The clampdown on OneCoin has intensified as Germany and Hungary initiate fresh moves to bring down the investment scheme that is widely believed to be fraudulent.

The claims of OneCoin

Taking advantage of the early stages of development of digital currencies, OneCoin is widely believed to have built a very large community of followers by making bogus promises of return on investment.

With its claims of becoming the next big thing on the Internet and becoming the biggest cryptocurrency, with specific reference to conquering Bitcoin, followers of OneCoin have invested huge sums of money with the hope of making unprecedented returns in the future.

The propagators of OneCoin have been accused of violating several governmental investment and payment rules while running the scheme.

Citizen protection by government

Among several moves by different governments in protecting citizens against possible financial fraud by OneCoin includes recent reports in Germany where prosecutors from the State Criminal Police Office of North Rhine-Westphalia, as well as the city of Bielefeld, have opened new investigations against the company.

In Hungary, the government has also initiated moves to tackle the alleged scam and protect its citizens from further victimization. The Magyar Nemzeti Bank (MNB), the country's central bank, announced that it is part of a wide-ranging task force aimed at cracking down on "certain elements of the alleged pyramid scheme."

Media intimidation backfires

In an earlier publication on Cointelegraph, OneCoin was reported to have resolved to media intimidation as a fight-back mechanism. However, such move only seems to have had a counterproductive effect as more media personnel have teamed up to resist the attack and in the process improve on efforts of sensitizing the public and providing support to victims of the alleged scam.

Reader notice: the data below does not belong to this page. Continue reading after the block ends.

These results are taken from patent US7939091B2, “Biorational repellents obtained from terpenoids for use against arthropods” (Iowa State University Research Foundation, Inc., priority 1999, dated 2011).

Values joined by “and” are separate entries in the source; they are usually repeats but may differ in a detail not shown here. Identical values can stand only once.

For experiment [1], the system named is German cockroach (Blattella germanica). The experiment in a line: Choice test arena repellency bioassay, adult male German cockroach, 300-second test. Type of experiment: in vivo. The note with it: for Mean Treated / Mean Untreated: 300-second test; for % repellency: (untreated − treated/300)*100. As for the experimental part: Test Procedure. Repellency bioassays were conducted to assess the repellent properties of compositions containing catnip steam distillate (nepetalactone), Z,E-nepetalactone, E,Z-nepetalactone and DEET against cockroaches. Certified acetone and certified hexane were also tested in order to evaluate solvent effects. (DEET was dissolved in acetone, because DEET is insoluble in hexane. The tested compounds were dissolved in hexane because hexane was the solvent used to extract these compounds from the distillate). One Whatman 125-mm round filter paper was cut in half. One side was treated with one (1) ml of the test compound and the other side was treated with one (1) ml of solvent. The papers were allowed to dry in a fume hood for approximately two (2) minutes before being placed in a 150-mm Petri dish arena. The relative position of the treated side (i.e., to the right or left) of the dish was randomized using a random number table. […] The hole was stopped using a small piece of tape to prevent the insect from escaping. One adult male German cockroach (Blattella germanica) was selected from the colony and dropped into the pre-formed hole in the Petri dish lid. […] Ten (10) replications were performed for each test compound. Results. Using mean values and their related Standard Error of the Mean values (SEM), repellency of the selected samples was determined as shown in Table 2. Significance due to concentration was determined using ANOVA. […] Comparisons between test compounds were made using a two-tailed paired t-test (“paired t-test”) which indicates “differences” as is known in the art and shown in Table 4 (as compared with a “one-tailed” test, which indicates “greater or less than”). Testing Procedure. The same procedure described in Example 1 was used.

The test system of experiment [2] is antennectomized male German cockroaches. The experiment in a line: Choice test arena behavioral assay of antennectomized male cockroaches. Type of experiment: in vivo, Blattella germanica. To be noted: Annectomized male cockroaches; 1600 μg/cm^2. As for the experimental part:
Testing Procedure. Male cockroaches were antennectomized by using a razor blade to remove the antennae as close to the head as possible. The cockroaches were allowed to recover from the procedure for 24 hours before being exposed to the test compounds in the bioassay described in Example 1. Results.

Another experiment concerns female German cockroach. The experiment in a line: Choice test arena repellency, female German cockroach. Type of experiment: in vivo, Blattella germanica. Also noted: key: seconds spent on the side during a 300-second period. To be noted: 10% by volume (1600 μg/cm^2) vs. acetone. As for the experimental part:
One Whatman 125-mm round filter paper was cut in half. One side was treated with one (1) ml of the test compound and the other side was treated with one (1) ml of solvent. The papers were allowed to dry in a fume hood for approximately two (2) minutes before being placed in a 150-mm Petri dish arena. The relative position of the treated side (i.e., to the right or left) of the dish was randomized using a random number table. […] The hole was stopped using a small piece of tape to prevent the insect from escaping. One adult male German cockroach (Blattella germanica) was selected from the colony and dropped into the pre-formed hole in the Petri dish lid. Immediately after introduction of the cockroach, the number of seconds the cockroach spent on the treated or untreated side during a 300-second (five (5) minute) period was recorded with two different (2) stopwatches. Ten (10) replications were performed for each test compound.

The Blockchain specialist, and major target of OneCoin’s intended legal intimidation, Bjorn Bjercke tells Cointelegraph that the tempo is high at the moment towards delivering the public from the claws of OneCoin.

Bjercke says:

“A lot is happening already, especially in Europe. There already is a victims support group on WhatsApp. After Ruja Ignatova walked off-stage without applaud in Macau, the OneCoin scene has really changed. And Pierre Arens, the new CEO trying to pass off a future Blockchain system as the existing has gotten many OneCoiners to wake up to the truth.”

Bjercke tells Cointelegraph that his lawyer had earlier in the week responded to OneCoin’s lawyer, based on the initial letter threatening him to desist from activities against the scheme.

However, another conspicuous development in the OneLife community according to Bjercke is the perceived disappearance of the CEO, Pablo Munoz. Munoz was conspicuously missing at the event in Macau where he was scheduled to speak. He has since edited his Linkedin profile, removing every tie to OneCoin/OneLife.